THE NATURE OF VITAMINS
By OUR MEDICAL CORRESPONDENT
nUESTIONS have sometimes been asked by the sceptical ice as to what exactly vitamins are, what they really do, and '.nether, in spite of the vast publicity that has been given to them, they may not after all be just another in the long list of evanescent medical fads. It may be well, therefore, to trace very briefly the history of our knowledge of them ; and it may be said at once that their existence was, in the first place, wholly a matter of inference. For many years, indeed gener- ations, it had been within both medical and popular knowledge that certain diseases could be influenced by particular food- stuffs. Scurvy, for instance, was known to appear in the absence of fresh fruit and vegetables, and to be cured when these were restored to the diet. That such foodstuffs should be taken on board for long voyages was advised by the Physician Gilbert the Englishman, mentioned in the prologue of Chaucer's Canterbury Tales. Rickets was another disease known to be due to certain deficiencies of diet and to be curable by such substances as cod-liver oil. But it was the study of beri-beri that immediately led to the deduction of the class of substances known as .vitamins. Beri-beri is an oriental disease, chiefly of rice-eating popula- tions, associated with profound general weakness, neuritis and sometimes paralysis and dropsy. A young Dutchman, Christian Eijkman, working as a laboratory assistant, noticed that some fowls which he had been feeding with polished rice developed a condition identical with beri-beri, and recovered when this was replaced by their normal food. Later it was found that, when patients with beri-beri were given a diet of whole rice, instead of the popular polished or decorticized rice, they immediately began to recover. Eijkman at first believed that the polished rice contained a poison of which the husk was the natural antidote. But Casimir Funk, working at the Lister Institute, found that the symptoms of beri-beri could be pro- duced by an artificial diet of pure carbohydrates, from which rice was excluded. It was therefore not a poison, but the absence of some vital factor, that appeared to be responsible for the disease ; and later he found that an extract from rice ,husks was able to counteract the disease. Though afterwards found to contain other substances this extract obviously con- tained the specific vital factor, and it was Casimir Funk, twenty-eight years ago, who coined the word vitamine, from which the final " e " was later dropped.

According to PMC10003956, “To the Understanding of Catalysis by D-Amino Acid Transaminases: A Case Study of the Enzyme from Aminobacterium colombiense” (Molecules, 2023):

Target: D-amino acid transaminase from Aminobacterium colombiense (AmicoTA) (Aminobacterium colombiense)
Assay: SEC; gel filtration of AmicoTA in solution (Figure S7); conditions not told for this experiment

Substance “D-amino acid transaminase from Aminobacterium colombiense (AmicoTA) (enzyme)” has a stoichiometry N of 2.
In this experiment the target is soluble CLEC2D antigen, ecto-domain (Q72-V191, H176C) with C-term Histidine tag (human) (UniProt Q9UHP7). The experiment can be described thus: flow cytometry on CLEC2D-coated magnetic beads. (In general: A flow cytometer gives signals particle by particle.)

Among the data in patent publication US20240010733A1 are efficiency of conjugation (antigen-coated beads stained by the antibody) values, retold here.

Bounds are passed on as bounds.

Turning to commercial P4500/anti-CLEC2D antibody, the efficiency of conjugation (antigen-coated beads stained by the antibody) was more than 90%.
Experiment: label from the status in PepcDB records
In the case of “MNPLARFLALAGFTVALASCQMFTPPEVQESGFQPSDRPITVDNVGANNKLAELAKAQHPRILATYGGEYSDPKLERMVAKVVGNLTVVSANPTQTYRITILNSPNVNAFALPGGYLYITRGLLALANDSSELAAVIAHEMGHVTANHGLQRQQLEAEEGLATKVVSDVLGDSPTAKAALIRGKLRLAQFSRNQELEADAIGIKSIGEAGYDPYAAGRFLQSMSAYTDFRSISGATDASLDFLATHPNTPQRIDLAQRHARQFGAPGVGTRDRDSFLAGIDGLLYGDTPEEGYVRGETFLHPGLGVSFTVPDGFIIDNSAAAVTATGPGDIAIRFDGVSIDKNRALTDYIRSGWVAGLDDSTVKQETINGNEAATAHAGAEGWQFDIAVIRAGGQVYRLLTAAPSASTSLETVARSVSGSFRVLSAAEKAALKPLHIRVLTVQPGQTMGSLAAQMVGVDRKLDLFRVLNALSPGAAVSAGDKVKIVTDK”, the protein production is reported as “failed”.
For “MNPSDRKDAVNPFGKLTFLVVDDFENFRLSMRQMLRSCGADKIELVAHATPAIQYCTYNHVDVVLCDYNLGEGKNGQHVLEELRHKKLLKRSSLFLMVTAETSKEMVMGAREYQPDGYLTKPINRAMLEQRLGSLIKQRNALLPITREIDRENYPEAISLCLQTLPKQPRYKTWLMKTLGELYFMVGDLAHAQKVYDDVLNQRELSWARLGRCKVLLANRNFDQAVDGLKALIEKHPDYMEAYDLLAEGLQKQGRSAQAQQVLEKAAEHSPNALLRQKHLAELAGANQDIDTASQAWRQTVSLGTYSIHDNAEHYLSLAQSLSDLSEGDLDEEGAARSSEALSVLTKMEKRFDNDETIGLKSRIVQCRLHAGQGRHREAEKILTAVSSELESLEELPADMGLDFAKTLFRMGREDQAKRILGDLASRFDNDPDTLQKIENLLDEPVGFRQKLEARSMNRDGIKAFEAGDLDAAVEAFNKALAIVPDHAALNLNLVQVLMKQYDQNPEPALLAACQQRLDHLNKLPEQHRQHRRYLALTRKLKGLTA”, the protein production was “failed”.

Since then an immense amount of research has been done on the subject by such workers as Gowland Hopkins, the Mellt.nbys, Plimmer, McCarrison, Windaus and many others, and a whole group of these specific vital factors, or vitamins, has been discovered and, for convenience, given an alphabetical nomenclature. Actually they are chemical substances of very complex structure, many of which can now be made in the laboratory ; and although a great deal remains unknown as to their precise action in the body, relatively minute quantities having a profound general effect, yet it has now been proved beyond reasonable doubt that, in their various ways, each of them is essential for bodily health. Thus vitamin A is either itself the hydrocarbon known as Carotene, or this is its immediate and necessary precursor. Upon its presence depends the health of the skin and other epithelial structures, and also, incidentally, the power of vision at night. In its absence, or if there is a deficiency of it, these structures tend to degenerate and ulcerate and night-blindness- develops. Vitamins Br and B2 are essential for the health of nerve tissues, and it is in their absence that beri-beri and the disease of maize-eating populations known as pellagra appear. The name of thiamine chloride has been given to the complex chemical substance identical with vitamin Br and it seems probable that nicotinic acid is at least in very close relationship with vitamin B2. Vitamin C, in the absence of which scurvy appears, has been given the name of ascorbic acid. Vitamin D, essential to the proper growth of bone and normal calcium- absorption, is probably either ergosterol or a product of this following the action of sunlight or ultra-violet rays in association with 'other sterols. Less is known of vitamin E, which, however, is closely associated in certain animals with normal reproduction.
Vitamins A, D, and E are soluble in fat. Vitamins B—of which there are several in the same group—and C are soluble in water. The principal food-sources of vitamin A are liver, fish-oils, egg-yolk, butter, cheese, and various vegetables such as cabbage, lettuce and tomato. The vitamin B group is to be found in beef, mutton, grain-coverings, peas, beans and potatoes, carrots, cabbages and other vegetables. Vitamin C is contained in oranges, lemons, blackcurrants, strawberries, raspberries, cabbages, lettuces and tomatoes. Vitamin D is contained in the yolk of eggs, and summer-butter, but in. the greatest concentration in cod-liver oil and halibut oil. Milk contains all the vitamins but relatively little of vitamin C. But this list must be taken rather as one of instances than as comprehensive.
Finally, as the result of much careful experimental work and quantitative analysis, a system of international units in respect of vitamin measurement and dosage has now been evolved ; and all the above vitamins or immediate vitamin precursors can now be obtained in various tablet, ampoule, or capsule preparations.